A member of the Muslim community leapt to the defense of Jewish diners after they were punched outside a restaurant in North London last month, police said.
The victims, two Jewish men in their late 30s and mid 40s, were followed by two suspects after leaving a restaurant in Baker Street at around 5.20pm on the 23rd of May, the force said.
The suspects, two masked men in their late teens or early 20s, caught up with the pair at the junction with Melcombe Street and Glenworth Street and punched them. They also “made remarks that have led police to treat this as a hate crime,” Scotland Yard said.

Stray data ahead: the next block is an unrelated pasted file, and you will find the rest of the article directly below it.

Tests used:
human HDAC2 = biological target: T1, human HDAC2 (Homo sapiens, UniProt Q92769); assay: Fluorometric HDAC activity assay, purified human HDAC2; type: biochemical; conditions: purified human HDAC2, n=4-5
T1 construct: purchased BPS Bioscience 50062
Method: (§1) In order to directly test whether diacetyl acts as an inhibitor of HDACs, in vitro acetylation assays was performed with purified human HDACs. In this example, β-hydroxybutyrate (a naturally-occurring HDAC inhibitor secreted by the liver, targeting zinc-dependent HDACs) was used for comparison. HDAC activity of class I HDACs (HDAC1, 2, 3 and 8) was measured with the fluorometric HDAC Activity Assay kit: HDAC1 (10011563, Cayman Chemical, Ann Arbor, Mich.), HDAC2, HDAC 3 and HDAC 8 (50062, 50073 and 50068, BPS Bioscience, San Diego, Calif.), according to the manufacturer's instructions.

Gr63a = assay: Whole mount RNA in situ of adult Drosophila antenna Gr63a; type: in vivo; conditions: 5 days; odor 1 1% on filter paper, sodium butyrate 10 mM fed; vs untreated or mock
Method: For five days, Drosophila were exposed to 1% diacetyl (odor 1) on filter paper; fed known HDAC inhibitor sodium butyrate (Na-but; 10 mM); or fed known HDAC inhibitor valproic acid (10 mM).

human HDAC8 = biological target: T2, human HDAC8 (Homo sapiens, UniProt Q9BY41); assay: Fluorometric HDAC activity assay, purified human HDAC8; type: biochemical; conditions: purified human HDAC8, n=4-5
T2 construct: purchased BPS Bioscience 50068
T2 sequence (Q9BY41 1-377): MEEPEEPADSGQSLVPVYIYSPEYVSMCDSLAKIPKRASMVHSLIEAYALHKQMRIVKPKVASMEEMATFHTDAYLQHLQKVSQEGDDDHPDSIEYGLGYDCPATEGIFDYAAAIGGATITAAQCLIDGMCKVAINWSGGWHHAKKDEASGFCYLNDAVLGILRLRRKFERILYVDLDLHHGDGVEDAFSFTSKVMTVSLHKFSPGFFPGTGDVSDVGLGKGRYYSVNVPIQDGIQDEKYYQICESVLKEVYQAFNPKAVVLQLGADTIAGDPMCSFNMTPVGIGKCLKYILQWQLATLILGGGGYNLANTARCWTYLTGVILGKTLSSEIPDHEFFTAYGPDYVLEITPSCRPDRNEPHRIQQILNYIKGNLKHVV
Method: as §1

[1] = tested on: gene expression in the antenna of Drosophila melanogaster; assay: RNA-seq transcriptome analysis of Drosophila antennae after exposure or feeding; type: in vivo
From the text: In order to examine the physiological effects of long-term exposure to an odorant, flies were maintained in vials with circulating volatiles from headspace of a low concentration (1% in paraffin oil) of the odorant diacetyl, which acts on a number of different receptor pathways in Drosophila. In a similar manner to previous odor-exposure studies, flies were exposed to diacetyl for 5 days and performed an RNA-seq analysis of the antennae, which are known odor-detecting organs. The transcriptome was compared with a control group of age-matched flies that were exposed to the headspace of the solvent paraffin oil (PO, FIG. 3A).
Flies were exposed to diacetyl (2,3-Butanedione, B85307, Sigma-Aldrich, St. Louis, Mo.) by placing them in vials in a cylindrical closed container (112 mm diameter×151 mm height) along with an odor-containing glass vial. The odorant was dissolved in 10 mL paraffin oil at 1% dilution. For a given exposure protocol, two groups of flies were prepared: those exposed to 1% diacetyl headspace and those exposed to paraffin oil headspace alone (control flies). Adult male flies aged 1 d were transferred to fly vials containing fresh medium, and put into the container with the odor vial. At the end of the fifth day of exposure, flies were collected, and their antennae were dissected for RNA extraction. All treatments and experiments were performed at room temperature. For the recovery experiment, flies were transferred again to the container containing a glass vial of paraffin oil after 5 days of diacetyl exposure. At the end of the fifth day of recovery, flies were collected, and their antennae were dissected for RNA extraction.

But a Muslim person swooped in and confronted the suspects, believed by police to be of Asian descent, and offered the victims shelter. Police attended the scene and have since pursued enquiries but not managed to identify the suspects.
Detective Inspector Kevin Eade, of the Met’s Central West BCU said: “This behavior has no place in our city and it will not be tolerated. All Londoners should be able to live free from harassment or abuse. In this case two men from the Jewish community were assaulted, but it was the intervention of someone from another faith that helped stop the assault. This shows that people can help and support each other, not least by confronting those who would set community against community. If anyone has information about this or any other hate crime I would urge them to come forward.”